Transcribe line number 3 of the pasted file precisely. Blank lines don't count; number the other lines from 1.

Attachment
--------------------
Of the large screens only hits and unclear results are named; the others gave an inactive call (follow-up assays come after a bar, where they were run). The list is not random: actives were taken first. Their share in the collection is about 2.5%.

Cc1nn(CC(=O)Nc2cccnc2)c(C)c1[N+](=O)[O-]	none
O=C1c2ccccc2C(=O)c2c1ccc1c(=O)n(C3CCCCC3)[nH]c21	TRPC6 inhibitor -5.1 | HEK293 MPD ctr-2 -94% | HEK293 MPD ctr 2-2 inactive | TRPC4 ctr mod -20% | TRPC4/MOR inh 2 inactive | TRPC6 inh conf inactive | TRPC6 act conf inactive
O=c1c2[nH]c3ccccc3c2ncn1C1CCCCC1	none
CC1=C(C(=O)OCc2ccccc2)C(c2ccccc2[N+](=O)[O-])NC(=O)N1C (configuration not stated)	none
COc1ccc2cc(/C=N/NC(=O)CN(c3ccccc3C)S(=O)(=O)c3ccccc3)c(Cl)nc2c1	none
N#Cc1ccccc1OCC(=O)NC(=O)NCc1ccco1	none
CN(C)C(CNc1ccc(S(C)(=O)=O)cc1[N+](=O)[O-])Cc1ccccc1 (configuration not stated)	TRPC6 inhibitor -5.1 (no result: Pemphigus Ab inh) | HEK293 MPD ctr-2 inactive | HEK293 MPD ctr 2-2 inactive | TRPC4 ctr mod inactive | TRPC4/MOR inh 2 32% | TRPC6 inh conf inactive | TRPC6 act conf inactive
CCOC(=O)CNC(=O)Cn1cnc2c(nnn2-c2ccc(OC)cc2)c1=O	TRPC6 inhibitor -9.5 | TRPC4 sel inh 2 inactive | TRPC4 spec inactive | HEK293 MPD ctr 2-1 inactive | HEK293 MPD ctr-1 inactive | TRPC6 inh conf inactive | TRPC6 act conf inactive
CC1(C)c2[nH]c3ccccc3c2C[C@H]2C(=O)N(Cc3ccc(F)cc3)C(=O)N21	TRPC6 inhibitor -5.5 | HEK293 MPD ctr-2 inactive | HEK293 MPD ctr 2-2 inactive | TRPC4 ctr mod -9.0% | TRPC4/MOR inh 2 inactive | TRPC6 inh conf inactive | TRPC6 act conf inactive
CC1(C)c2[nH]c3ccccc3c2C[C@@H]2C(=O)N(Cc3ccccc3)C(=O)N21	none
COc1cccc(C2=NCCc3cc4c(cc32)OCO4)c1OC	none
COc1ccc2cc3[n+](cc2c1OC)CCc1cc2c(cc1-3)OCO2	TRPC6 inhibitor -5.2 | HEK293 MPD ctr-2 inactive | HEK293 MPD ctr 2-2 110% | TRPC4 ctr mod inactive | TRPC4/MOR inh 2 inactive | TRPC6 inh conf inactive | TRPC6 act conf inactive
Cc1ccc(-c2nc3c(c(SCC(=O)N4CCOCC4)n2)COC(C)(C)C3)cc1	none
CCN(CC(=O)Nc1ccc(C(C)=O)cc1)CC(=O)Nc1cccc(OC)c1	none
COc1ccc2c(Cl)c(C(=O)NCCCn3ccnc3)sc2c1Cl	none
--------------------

O=C1c2ccccc2C(=O)c2c1ccc1c(=O)n(C3CCCCC3)[nH]c21	TRPC6 inhibitor -5.1 | HEK293 MPD ctr-2 -94% | HEK293 MPD ctr 2-2 inactive | TRPC4 ctr mod -20% | TRPC4/MOR inh 2 inactive | TRPC6 inh conf inactive | TRPC6 act conf inactive